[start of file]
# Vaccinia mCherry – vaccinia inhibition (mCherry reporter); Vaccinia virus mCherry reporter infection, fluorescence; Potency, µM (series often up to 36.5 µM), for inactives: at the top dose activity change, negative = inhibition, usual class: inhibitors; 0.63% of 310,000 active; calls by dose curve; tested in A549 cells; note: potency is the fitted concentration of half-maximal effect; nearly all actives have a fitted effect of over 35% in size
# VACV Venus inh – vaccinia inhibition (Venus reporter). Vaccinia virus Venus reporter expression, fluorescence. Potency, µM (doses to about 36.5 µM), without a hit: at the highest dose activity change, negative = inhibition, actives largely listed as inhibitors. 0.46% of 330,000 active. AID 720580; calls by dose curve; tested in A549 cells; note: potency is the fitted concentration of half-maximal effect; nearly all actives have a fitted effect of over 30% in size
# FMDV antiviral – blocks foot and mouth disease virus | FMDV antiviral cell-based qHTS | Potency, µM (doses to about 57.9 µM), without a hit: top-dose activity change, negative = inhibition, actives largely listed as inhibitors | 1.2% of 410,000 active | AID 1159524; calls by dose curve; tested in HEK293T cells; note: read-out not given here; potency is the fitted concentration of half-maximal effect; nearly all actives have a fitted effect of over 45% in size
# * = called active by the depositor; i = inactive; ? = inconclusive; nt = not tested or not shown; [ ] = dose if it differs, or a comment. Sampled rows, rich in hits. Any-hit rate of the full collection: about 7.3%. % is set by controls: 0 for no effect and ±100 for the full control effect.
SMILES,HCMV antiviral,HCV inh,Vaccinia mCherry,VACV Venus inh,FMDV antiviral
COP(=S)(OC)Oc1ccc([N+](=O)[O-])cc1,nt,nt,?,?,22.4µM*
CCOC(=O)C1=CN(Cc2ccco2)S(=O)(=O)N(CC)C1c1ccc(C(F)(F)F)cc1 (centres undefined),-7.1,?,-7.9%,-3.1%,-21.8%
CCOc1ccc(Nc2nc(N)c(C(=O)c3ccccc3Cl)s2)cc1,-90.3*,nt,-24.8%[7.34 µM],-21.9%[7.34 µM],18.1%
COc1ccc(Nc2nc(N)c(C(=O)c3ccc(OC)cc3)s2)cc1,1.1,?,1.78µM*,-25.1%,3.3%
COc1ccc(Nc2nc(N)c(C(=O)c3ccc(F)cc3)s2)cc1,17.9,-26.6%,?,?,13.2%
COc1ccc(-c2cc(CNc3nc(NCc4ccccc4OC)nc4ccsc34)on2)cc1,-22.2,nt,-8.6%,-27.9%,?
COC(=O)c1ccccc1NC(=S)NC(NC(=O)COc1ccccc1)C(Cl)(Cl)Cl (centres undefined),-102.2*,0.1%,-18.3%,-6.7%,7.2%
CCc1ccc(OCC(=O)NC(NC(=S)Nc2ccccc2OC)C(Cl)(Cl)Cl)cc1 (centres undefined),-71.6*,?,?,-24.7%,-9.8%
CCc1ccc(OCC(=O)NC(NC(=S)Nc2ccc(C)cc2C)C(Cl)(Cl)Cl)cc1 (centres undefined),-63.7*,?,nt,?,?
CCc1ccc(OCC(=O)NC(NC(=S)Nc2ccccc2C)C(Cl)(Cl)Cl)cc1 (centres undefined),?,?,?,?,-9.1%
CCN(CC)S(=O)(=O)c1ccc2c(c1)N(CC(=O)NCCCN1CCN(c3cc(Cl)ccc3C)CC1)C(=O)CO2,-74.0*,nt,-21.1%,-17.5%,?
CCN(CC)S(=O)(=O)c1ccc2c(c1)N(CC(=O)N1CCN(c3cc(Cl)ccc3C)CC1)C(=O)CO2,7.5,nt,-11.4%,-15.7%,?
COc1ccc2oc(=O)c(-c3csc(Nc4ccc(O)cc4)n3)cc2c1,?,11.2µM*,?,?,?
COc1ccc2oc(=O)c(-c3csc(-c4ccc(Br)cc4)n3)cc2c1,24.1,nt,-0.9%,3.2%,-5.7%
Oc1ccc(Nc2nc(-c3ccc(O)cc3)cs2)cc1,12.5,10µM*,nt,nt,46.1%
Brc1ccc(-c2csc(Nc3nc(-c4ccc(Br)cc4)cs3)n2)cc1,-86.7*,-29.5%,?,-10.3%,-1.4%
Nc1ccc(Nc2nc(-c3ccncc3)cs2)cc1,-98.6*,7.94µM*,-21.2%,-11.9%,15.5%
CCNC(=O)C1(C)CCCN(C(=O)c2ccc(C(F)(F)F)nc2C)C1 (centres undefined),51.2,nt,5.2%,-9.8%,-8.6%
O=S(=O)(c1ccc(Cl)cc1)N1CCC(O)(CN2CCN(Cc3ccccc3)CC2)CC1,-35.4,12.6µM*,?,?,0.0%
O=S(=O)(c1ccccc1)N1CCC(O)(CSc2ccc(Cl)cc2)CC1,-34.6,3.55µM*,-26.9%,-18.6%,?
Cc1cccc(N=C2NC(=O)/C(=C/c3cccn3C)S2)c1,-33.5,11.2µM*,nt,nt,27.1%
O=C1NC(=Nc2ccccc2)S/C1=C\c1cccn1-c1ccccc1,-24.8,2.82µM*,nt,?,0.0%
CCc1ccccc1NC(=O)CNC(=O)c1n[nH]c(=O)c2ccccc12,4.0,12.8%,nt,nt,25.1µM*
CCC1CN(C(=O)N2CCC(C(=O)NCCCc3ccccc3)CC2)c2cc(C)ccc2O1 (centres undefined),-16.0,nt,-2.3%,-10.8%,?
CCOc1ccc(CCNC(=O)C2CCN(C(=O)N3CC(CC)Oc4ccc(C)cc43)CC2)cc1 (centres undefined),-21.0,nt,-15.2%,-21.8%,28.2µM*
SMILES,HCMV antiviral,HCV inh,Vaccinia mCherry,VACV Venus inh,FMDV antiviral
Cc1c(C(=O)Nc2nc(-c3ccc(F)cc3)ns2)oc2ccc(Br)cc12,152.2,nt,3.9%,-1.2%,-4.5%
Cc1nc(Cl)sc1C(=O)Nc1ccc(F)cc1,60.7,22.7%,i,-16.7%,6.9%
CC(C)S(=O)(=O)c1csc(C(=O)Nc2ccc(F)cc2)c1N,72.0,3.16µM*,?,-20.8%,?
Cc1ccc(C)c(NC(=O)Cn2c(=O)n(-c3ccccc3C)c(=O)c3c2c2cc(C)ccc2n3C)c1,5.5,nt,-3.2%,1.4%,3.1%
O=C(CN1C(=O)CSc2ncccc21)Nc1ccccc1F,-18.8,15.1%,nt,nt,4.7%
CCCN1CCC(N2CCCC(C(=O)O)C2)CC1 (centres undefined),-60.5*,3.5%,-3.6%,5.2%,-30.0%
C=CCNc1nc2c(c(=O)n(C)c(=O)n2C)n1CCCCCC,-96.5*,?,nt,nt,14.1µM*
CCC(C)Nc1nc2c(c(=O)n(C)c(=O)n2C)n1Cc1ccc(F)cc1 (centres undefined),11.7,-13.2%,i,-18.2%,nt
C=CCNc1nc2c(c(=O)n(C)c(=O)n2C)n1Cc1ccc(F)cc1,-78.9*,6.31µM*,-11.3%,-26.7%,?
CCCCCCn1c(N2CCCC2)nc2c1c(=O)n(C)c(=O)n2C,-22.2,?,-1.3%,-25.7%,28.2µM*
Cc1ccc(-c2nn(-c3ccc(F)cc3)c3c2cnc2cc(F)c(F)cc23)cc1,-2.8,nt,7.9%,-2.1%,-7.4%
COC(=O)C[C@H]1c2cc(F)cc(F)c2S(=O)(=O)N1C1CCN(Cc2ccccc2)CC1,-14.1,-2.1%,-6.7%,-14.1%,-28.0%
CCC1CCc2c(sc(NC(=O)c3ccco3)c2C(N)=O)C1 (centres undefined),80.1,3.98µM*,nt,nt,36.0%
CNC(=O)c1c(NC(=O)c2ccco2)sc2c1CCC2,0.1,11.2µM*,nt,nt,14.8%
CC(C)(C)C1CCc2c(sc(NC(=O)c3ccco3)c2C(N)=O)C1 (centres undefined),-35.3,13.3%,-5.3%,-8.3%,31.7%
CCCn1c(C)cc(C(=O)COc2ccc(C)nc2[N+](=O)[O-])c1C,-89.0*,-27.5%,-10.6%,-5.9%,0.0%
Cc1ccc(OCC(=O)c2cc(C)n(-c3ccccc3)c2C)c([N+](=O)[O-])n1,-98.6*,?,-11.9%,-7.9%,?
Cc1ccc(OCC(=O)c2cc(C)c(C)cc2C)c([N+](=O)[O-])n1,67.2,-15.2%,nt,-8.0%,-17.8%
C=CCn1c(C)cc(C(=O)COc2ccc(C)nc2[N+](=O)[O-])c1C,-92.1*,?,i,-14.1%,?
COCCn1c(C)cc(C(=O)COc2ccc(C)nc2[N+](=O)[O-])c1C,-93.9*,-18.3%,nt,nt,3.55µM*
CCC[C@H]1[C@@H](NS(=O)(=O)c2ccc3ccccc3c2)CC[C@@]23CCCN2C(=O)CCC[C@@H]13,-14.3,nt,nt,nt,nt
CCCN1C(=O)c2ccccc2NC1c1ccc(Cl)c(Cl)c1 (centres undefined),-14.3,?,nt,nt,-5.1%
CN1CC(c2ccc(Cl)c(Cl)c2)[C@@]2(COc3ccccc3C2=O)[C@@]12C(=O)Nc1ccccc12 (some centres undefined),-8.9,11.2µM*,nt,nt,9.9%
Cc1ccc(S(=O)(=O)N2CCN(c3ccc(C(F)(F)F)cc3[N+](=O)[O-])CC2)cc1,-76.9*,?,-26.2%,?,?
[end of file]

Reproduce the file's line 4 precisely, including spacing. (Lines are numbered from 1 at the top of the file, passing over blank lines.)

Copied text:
# * = called active by the depositor; i = inactive; ? = inconclusive; nt = not tested or not shown; [ ] = dose if it differs, or a comment. Sampled rows, rich in hits. Any-hit rate of the full collection: about 7.3%. % is set by controls: 0 for no effect and ±100 for the full control effect.